For 133 years, in some form or another, Lutheran Child and Family Services has been providing programs of compassionate care and counsel to those in our community who need it most. In 1883, German Lutherans of the congregations of Trinity Lutheran (now located on the East Side at 8540 E 16th St.) and St. Paul’s Lutheran Church (now on the West Side, at 3932 MiCasa Ave.) convened to decide what to do about caring for the growing number of orphans in the area. It was decided that funds should be raised with the help of area churches to purchase land at 3310 E. Washington Street, where construction of an orphanage was completed by 1886. The Rev. Peter Seuel, born in Germany in 1826, was appointed as president of what was then called das Evangelisch Lutherische Waisenhaus-Gesellschaft, and would later be known as the Evangelical Lutheran Orphan Home Association. By 1893, the Home had served 122 children, and construction was underway on the second home. Most of our information during this time comes from the Indianapolis Tribüne, a long defunct German language newspaper. But as anti-German sentiment increased during the First World War, and many German families living in America ceased teaching their children German language and culture, our predecessors decided to rename the organization in English. Today, in honor and recognition of our founders and the rich history of the City of Indianapolis, LCFS hosts and sponsors many German Heritage events.
The Great Depression and Second World War were trying times for the Association. If not for dedicated community members and faithful congregations, without the generosity of local farmers, we may not have been able to feed, clothe and keep the children warm. After the war, the orphanage helped to relocate European children displaced by the violence, and worked to find younger children foster homes in Lutheran families around the state, or, in the case of the older children, helped them to graduate from high school and find jobs or apprenticeships.
Sometime after the war, the name was changed to the Lutheran Child Welfare Association. In 1951, purchased the property at the corner of 16th Street and Ritter Avenue, on which LCFS currently sits. By 1953, after funds were raised and many letters exchanged between realtors, board members, and construction agencies, construction began on what would be called Lutherwood, a 3-unit complex which would serve the organizations needs for the next half-century.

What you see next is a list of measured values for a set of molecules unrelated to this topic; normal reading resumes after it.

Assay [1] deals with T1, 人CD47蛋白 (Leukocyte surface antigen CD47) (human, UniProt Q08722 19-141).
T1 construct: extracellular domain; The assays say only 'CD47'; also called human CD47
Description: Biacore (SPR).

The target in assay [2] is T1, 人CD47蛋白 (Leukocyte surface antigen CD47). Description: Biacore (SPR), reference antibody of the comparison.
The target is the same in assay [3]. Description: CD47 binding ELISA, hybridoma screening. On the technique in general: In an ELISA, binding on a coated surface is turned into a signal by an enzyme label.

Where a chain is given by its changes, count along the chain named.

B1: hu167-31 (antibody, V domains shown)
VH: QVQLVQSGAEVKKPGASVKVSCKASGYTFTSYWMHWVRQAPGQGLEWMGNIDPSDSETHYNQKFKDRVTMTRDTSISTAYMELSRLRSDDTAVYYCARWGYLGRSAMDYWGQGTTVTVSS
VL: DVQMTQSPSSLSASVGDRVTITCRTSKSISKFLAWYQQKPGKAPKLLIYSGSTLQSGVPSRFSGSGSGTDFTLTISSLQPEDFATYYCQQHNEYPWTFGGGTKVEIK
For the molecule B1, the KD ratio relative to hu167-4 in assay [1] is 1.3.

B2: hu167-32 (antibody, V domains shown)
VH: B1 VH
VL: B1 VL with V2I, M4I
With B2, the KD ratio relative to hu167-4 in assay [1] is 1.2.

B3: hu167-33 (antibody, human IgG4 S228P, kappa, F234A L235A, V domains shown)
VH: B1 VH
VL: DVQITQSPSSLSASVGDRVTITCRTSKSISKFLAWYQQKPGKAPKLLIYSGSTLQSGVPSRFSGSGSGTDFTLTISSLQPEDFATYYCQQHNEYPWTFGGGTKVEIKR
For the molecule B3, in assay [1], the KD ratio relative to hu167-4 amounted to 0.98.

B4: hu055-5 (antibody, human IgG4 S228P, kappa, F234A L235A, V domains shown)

The turn of the millennia marked a time of great change for Lutheran Child and Family Services, as mental and behavioral health practices and ideas changed with the times. In 1996, Lutherwood was expanded and construction on a new secure dormitory, a gymnasium, kitchen and dining hall was completed. In 2004, the now fifty-year-old Lutherwood was torn down and replaced with what stands as LCFS today: six secure dormitories capable of housing 98 children, the chapel and administrative building.
In 2013, LCFS began a collaboration with Community Health Network in a management and services arrangement that has strengthened and enhanced the level of care for children suffering from complex traumatic and behavioral issues. The children who are assisted by LCFS now have access to a larger and more diverse network of trained behavioral healthcare specialists at Community Health Network to oversee the healthcare needs of the children.
Today, we are pleased to carry on the work of the German immigrants who came before us, and to carry on their hope to link children, their families and the community together for a brighter future. We hope you will join us.
Lutherwood is a licensed Psychiatric Residential Treatment Facility (PRTF) that specializes in the care and treatment of children who exhibit chronic behavioral and/or emotional problems. Read more about Lutherwood
The Sharing Place is a material assistance program which provides free food and clothing to families in need. Located in Lawrence Township, on the far East Side of Indianapolis, the Sharing Place is staffed by our wonderful and talented volunteers recruited from the community and local congregations. Read more about the Sharing Place
IMPACT is a collaborative effort between Ascent 121, LCFS and Community Hospital to provide comprehensive care coordination and intensive therapeutic services for minor females who are at risk of elopement and human trafficking. Read more about the IMPACT Program
Lutherwood Academy offers residents of Lutherwood Residential Treatment Center the opportunity to attend a full day of school within a secure, treatment-centered environment. Read more about Lutherwood Academy
Emergency Shelter Care provides 24-hour a day temporary care for adolescents 12-17 years old who find themselves in crisis situations.
We provide services to families involved with the Department of Child Services (DCS) and Juvenile Probation to help maintain children in their homes (or foster homes) or safely reunify families. Community Based Services include case work, therapy services, parent aid and counseling, as well as 24/7 crisis intervention and advocacy.
Trinity House is a group home for young men ages 14-21 with a focus on teaching and enhancing independent living skills and fostering resilience. Read more about Trinity House
The Lutherwood Society is a circle of faithful friends and donors who have committed to serve as a consistent, stabilizing force for the services and programs of LCFS through ongoing philanthropic support, in order to ensure our organization's future as a ballast in the city of Indianapolis. Read more about the Lutherwood Society
Spiritual Engagement, Education and Development: since its founding days, Lutheran Child and Family Services has always placed a high priority on the spiritual component of the children's lives. Read more about SEED